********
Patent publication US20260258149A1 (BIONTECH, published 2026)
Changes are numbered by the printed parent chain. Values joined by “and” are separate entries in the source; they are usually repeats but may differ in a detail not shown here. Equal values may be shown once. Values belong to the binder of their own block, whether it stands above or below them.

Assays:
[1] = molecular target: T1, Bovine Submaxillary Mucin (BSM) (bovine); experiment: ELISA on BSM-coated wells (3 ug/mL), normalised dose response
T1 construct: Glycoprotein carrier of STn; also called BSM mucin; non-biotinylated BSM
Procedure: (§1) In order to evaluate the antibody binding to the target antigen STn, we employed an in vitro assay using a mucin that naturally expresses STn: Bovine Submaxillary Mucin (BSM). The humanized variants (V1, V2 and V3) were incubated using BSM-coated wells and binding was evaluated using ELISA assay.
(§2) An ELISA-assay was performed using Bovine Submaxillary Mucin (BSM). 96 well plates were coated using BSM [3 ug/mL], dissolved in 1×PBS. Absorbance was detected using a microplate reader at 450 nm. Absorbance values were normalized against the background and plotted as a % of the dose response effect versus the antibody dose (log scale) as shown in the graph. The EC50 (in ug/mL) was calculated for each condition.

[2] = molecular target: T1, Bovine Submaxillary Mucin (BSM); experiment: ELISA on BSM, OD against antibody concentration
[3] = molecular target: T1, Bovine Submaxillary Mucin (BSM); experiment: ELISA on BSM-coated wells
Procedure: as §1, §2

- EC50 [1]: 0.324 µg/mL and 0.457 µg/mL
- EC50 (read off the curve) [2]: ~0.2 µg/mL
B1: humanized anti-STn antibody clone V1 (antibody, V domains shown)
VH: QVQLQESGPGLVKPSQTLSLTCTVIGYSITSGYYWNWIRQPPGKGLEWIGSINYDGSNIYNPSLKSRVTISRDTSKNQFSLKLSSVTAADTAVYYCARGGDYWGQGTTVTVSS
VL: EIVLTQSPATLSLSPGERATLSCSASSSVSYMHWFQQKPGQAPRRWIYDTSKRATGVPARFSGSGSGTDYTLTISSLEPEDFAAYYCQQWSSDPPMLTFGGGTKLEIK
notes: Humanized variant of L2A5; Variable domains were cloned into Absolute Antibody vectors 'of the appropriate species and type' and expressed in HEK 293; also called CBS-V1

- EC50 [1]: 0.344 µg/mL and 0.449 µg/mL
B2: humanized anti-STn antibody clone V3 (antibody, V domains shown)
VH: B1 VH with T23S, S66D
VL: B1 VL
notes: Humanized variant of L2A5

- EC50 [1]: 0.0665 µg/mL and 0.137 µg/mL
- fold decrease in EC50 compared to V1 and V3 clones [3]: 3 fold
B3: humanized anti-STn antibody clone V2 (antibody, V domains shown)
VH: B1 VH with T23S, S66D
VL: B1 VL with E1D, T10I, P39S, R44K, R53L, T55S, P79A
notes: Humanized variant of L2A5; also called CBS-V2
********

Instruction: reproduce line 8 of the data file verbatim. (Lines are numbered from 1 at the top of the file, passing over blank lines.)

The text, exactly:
[2] = molecular target: T1, Bovine Submaxillary Mucin (BSM); experiment: ELISA on BSM, OD against antibody concentration